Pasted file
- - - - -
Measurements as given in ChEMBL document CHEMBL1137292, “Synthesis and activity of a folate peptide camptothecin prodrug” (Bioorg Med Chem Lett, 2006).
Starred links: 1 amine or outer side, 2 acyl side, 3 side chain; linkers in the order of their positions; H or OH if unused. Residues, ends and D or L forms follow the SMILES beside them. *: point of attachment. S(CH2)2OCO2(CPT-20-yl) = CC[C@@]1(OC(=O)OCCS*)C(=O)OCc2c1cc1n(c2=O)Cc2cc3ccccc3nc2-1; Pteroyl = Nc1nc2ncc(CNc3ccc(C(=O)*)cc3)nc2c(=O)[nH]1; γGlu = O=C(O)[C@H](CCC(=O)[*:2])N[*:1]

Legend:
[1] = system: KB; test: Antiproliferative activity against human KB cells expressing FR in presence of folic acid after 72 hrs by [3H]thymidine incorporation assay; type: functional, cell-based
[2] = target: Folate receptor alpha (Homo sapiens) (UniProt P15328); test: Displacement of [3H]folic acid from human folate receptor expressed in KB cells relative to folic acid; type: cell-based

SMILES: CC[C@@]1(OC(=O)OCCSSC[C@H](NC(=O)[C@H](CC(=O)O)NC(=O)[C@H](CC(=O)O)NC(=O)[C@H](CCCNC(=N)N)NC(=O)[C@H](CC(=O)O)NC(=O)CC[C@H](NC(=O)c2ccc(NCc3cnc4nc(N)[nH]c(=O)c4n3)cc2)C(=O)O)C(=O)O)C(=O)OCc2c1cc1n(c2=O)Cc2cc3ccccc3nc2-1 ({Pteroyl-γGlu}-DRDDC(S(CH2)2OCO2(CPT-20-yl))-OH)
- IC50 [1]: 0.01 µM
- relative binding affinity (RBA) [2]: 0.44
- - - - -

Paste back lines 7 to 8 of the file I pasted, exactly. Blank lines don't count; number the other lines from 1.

- IC50 [1]: 0.01 µM
- relative binding affinity (RBA) [2]: 0.44